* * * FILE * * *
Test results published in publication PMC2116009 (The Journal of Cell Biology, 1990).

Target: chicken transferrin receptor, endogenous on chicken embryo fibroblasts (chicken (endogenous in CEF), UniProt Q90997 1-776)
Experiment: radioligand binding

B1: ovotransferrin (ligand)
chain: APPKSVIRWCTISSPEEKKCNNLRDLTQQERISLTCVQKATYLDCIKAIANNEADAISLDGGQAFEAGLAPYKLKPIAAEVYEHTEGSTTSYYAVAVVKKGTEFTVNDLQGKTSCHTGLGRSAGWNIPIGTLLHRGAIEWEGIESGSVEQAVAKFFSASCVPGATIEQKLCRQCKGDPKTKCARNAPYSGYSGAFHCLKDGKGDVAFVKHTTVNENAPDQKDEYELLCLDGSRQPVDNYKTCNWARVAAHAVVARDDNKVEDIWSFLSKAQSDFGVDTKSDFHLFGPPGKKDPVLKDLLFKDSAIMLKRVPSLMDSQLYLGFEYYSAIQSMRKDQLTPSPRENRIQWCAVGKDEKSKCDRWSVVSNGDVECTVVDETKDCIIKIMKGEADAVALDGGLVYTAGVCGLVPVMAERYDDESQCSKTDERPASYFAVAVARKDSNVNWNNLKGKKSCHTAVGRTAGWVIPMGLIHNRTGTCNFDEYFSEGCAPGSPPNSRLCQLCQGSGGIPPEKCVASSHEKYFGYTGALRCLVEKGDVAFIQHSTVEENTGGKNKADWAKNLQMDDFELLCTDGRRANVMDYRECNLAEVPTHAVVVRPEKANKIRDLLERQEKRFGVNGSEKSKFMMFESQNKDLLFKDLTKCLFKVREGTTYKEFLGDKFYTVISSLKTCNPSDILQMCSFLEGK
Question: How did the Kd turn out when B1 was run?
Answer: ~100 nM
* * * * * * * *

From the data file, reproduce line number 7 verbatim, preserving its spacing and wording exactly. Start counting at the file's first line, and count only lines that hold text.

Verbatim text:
Answer: ~100 nM